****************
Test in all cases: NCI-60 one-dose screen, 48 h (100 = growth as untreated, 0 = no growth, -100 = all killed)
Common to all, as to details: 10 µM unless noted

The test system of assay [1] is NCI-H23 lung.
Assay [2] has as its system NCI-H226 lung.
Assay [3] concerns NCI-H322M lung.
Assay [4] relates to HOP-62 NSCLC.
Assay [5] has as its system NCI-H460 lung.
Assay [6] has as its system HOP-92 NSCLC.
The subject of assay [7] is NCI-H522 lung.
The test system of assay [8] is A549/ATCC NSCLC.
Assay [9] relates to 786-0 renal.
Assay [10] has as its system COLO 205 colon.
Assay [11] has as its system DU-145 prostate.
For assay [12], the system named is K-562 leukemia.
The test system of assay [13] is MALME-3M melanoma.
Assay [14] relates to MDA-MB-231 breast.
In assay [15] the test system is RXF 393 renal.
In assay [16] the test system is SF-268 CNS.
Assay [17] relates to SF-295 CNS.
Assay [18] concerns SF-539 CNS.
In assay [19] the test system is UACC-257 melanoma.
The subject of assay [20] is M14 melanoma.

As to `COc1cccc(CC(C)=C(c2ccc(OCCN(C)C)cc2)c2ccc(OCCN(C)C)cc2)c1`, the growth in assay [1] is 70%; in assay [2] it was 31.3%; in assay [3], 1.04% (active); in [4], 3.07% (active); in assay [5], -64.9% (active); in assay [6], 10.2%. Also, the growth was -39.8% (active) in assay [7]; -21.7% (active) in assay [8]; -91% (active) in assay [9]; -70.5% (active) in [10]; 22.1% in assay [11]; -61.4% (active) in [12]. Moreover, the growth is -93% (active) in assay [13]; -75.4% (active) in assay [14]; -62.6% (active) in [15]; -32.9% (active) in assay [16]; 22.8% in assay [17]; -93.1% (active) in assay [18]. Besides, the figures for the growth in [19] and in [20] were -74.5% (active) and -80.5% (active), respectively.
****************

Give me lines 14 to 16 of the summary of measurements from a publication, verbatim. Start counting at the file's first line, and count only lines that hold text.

For assay [12], the system named is K-562 leukemia.
The test system of assay [13] is MALME-3M melanoma.
Assay [14] relates to MDA-MB-231 breast.